Community service opportunities needed for people on food stamps

volunteersWork requirements for people receiving food stamps are due to take effect in Pennsylvania on March 1, 2016. As many as 9,500 Allegheny County residents may lose their food assistance benefits as a result of this requirement.

Starting in March, able-bodied adults without dependents (ABAWDs) who are not meeting federally defined Supplemental Nutrition Assistance Program (SNAP) work requirements will only be eligible for those benefits (“food stamps”) for three months in a three-year period, unless they are working 20 hours a week or doing about 6 hours of community service a week.

In other words, many able-bodied adults will soon have to be working to continue to receive food stamps.

One way that people in the ABAWD category can meet the food stamps work requirement is by volunteering at a non-profit organization.

How can you help? Just Harvest is putting together a coalition of non-profits that can provide volunteer opportunities (of no more than 26 hours per month, or just three full days a month) to people who are at risk of losing their food stamps.

While we recognize that many people in this population will have limited skills and face other barriers to employment (which have prevented them from finding full-time work), many will have valuable work and life experience that would benefit any organization. And a volunteer opportunity could mean that they gain valuable employment experience while being able to keep critical food assistance. Hunger, on the other hand, is not an effective work incentive.

What is the community service option?

Affected individuals can “work-for-benefits” by volunteering at a non-profit. The required hours are found by dividing the total SNAP benefit by the state minimum wage of $7.25/hour. For example, if a person is receiving the maximum amount of food stamps — $194 for a single person — he will need to serve an average of 26 hours per month ($194 / $7.25 = 26 hours per month) or about 6-7 hours per week.

What types of projects are needed?

Many people in the ABAWD category will have limited education and skills. The projects that would be best for affected individuals will take these limited skills into account, but also recognize that many individuals will have valuable life and work experience that can still benefit an organization.

What kind of documentation is required of my organization?

An individual will receive a documentation form from their caseworker, which you can see here. The volunteer will fill out their information, and then someone from your organization will fill out what the volunteer will be doing as service, and then sign that they will be completing their work requirement (26 hours per month, or about 6-7 hours per week) at your organization. This form only needs to be updated every six months.& So, after submitting the form, you will only need to contact DHS in the following six months if the volunteer ends her service, or if she fails to show up to volunteer for 10 days. After six months, you’ll need to send in another form.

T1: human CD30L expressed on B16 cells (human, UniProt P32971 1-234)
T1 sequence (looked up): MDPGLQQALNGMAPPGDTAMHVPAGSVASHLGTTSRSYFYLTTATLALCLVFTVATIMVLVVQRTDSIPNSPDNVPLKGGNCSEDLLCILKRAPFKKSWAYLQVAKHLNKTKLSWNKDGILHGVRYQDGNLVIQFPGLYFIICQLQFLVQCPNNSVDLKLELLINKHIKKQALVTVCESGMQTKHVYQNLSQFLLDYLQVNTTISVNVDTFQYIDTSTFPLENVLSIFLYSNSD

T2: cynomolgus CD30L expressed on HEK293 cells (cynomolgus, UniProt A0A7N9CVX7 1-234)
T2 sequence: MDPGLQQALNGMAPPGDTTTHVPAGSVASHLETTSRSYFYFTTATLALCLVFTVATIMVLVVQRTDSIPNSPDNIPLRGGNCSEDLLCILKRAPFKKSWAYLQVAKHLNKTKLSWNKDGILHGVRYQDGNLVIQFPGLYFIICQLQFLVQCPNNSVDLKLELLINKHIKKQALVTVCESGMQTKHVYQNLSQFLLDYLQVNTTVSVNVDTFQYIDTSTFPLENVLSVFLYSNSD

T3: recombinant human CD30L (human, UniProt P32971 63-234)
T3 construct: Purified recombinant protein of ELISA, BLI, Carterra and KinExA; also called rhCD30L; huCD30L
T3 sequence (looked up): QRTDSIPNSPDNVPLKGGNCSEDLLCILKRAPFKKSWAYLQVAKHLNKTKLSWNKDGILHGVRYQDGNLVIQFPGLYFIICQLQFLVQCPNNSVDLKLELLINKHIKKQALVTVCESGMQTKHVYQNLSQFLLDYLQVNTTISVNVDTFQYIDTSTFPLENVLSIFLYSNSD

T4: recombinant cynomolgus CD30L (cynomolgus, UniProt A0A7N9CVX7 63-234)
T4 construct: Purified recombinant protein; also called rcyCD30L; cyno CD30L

Will volunteer requirements for people in the ABAWD category be different from other volunteers at my organization?

Besides the required documentation described above, no. Your organization can use whatever volunteer enrollment process you typically use, including screenings, interviews, orientations, etc. This is entirely up to the discretion of your agency.

How does the Just Harvest network of volunteer sites work?

Volunteer Match - Where volunteering beginsVolunteer opportunities will be listed on VolunteerMatch.org as part of the SNAP Consumer Community Service Coalition, posted on Just Harvest’s website, and also available via the United Way’s 2-1-1 Southwest PA helpline.

Organizations that will host SNAP volunteers will connect with us to get login information for the SNAP coalition VolunteerMatch.org account, and can then upload and edit their volunteer opportunities as needed.

Potential volunteers will be directed to this database of organizations (either through VolunteerMatch, the Just Harvest website, or the United Way 2-1-1 helpline), so volunteers themselves will choose where they volunteer, likely based on location and skill level.

How do I sign up?

Contact Ann Sanders at Just Harvest at (412) 431-8960 or via email at anns@justharvest.org.

Can I distribute information about the new ABAWD rule to the people my organization serves?

That would be great! Download our two-page fact sheet or one-page flyer and distribute as you see fit.

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